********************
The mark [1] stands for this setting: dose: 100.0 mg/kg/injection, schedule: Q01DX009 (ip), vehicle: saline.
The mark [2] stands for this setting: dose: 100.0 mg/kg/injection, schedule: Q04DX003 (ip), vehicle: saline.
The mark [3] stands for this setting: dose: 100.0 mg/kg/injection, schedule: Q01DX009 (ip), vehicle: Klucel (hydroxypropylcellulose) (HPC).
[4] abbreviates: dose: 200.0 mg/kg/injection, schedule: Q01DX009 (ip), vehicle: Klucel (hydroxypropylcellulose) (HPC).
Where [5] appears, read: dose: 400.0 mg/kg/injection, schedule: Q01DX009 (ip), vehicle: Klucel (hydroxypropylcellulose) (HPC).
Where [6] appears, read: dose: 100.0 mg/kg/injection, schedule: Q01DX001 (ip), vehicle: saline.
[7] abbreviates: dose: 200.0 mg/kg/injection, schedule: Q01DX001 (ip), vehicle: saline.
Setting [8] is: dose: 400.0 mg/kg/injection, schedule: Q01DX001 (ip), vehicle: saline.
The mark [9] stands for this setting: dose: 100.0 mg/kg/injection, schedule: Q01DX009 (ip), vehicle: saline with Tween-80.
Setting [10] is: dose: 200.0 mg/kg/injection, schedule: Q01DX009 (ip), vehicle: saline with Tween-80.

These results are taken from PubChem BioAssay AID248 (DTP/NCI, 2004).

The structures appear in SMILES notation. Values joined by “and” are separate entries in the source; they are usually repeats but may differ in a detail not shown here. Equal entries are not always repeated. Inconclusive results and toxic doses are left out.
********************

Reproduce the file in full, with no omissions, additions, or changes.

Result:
The mark [1] stands for this setting: dose: 100.0 mg/kg/injection, schedule: Q01DX009 (ip), vehicle: saline.
The mark [2] stands for this setting: dose: 100.0 mg/kg/injection, schedule: Q04DX003 (ip), vehicle: saline.
The mark [3] stands for this setting: dose: 100.0 mg/kg/injection, schedule: Q01DX009 (ip), vehicle: Klucel (hydroxypropylcellulose) (HPC).
[4] abbreviates: dose: 200.0 mg/kg/injection, schedule: Q01DX009 (ip), vehicle: Klucel (hydroxypropylcellulose) (HPC).
Where [5] appears, read: dose: 400.0 mg/kg/injection, schedule: Q01DX009 (ip), vehicle: Klucel (hydroxypropylcellulose) (HPC).
Where [6] appears, read: dose: 100.0 mg/kg/injection, schedule: Q01DX001 (ip), vehicle: saline.
[7] abbreviates: dose: 200.0 mg/kg/injection, schedule: Q01DX001 (ip), vehicle: saline.
Setting [8] is: dose: 400.0 mg/kg/injection, schedule: Q01DX001 (ip), vehicle: saline.
The mark [9] stands for this setting: dose: 100.0 mg/kg/injection, schedule: Q01DX009 (ip), vehicle: saline with Tween-80.
Setting [10] is: dose: 200.0 mg/kg/injection, schedule: Q01DX009 (ip), vehicle: saline with Tween-80.

These results are taken from PubChem BioAssay AID248 (DTP/NCI, 2004).

The structures appear in SMILES notation. Values joined by “and” are separate entries in the source; they are usually repeats but may differ in a detail not shown here. Equal entries are not always repeated. Inconclusive results and toxic doses are left out.